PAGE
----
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the Legislature. I must confess, tbat I am not of that opinion. Many, if not most, of the members of the Legislature hold a military commission; and they, at least, think it adds much to their rank and stan ling in society ; and it is not to be expected, that, though servants of the people, they will obey the voice of their constituents, against their own inclinations, and contrary to what they think to be their own rank and dignity, until it is expressed in a more decided manner, than it has ever yet been. Such a sacrifice of personal importance and selfish ambition, to the public good, is not to be expected from the generality of mankind. I have no doubt, that a majority of the people are now opposed to the militia system, as at present practised; but the misfortune is, that the supporters of the system have their own personal ends to answer, while their opponents have no other motive than the public good ; and how weak the latter is, when opposed to the other, every one may know, by consulting his own heart.

The proper course, therefore, appears to be that of calling on those who are already

convinced on this subject, to be more ready, than they have been, to give their testimony against the practice, if it is necessary, even at the polls, and to vote for those men, of whatever party, who are in favor of abolishing a useless, oppressive, and demoralizing system. Especially is it incumbent on ministers of the gospel to lift up their voices against every thing, which encourages intemperance and profligacy. I must acknowledge, that those, who are chaplains of regiments, have a difficult part to act ; but their influence increases with their responsibility; and they ought to obey God rather than man. They ought to insist on it, that intemperance should be banished from the field, or banish themselves. But while they ride round, and witness the dealing out of the intoxicating draught, freely, to all the privates, and the public sale of spirituous liquors, by unlicensed venders, in the very face and eyes of the laws, and of the very legislators who enact those laws, their attendance not only sanctions the sins committed when present, but also those which succeed in their absence. | Wherever a chaplain turns his eyes, on the

field of a military review, he sees nothing analogous to his sacred functions ;-but every thing of a contrary tendency. He may notice, on the cap of some of our companies, the inscription, “Victory or death,” intimating, like the death's head and cross bones, on the pirate's black flag, that quarter is not to be asked nor granted. Merciful Savior, who didst shed thy blood for thine enemies, what a motto for one of thy disciples to wear!

I suspect, that the attendance of the clergy on these scenes of dissipation, has been owing to the prejudices of education and the want of reflection. But the world is growing wiser, and I hope soon to see the militia sys. tem, and all its abominations, abandoned by the clergy, and it cannot continue long after.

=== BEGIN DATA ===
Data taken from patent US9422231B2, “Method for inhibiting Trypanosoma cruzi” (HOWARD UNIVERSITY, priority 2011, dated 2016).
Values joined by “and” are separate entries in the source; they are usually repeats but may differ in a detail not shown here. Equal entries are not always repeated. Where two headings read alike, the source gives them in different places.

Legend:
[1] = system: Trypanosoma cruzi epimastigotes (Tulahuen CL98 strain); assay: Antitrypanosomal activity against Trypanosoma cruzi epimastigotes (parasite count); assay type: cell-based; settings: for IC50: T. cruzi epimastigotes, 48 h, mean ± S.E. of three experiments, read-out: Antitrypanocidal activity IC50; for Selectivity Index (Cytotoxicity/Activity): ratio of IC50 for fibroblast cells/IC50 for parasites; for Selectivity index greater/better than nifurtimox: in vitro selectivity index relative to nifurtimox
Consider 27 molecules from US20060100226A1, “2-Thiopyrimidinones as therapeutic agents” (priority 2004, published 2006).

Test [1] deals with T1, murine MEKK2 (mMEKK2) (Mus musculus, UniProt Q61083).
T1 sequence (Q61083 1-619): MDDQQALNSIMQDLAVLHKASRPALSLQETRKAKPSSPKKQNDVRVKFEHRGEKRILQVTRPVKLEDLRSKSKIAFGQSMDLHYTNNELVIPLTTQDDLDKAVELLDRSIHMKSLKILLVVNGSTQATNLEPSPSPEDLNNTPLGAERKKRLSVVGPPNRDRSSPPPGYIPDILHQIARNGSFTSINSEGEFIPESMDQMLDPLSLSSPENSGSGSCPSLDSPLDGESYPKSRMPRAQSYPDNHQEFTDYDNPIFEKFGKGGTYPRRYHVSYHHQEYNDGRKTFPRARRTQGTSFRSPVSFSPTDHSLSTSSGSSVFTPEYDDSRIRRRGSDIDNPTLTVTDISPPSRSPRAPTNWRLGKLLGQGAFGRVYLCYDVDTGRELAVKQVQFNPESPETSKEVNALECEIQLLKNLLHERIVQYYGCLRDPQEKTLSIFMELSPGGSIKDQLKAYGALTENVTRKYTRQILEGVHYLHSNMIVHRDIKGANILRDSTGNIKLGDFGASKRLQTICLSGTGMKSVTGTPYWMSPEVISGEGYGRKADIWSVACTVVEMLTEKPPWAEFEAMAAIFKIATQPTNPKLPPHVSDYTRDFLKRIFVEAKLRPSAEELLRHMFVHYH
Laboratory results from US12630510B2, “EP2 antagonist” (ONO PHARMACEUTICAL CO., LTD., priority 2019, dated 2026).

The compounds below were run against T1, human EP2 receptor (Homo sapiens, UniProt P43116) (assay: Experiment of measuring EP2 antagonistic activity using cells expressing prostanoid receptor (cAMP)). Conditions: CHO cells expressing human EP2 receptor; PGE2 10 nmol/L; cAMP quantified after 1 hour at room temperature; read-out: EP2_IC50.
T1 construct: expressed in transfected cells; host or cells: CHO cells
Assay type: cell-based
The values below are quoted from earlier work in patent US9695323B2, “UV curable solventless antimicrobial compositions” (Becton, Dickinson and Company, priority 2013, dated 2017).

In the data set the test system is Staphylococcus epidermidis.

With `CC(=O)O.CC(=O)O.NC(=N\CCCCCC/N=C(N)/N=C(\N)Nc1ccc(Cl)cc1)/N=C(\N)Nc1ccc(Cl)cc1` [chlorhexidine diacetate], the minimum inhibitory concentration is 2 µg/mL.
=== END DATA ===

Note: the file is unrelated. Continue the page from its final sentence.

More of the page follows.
At present, there is no other remedy for the evil, than holding up its naked deformity to the public view, and inducing the friends of sobriety and good order, to be constant and strenuous in their opposition, and in enlightening others who are blinded by early prejudices, and soon the voice of the people will be heard in such a way, as to be no longer disregarded by their seryants.

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But after all, every thing relating to war is directly hostile to the spirit and precepts of the gospel of peace. A pious man makes but a poor soldier ; and those who are farthest removed from piety, make the best. That was the opinion of Napoleon Bonaparte, who must be allowed to have been a good judge in such matters. He saw the absolute inconsistency of war with the Christian religion. He says of his army, “I would not suffer priests there, for I do not like a religious soldier.” Bonaparte's soldiers were the most victorious of any in the world, and certainly they were the most wicked. He agrees with the opinion I expressed in my first series ; viz. the greater tha cut throat, the better the soldier. He says of his generals, “ Massena, Angereau, Bruce, and many others, were merely intrepid desperadoes;" and he boasted, that with such soldiers, had God permitted, he would have conquered the world.

These things being so, it grieves me to the heart, to see ministers of the gospel of peace giving their countenance and support to customs and systems, which are directly contrary to the principles they profess and preach:

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This can only be owing to early prejudices, and want of reflection ; and I do hope and pray, that they may be directed into the right way—that they may seek the truth, and that the truth may make them free.

NO. 13.

OPINIONS OF MANKIND DURING THE DARK AGES,

AS THEY RESPECTED WAR.

The opinions of mankind, during the dark ages, as was to be expected, were universally in favor of war: for war is the offspring of ignorance, and reproduces its kind. Pope Leo IX. established an army of the Church, about the middle of the eleventh century, and thus the visible church of Christ on earth, was espoused to Moloch, and the abomination, which maketh desolate, stood in the place of the holy. From such an unnatural union nothing but monsters was to be expected; and religious wars were the issue. The dove was turned into a vulture; the lank

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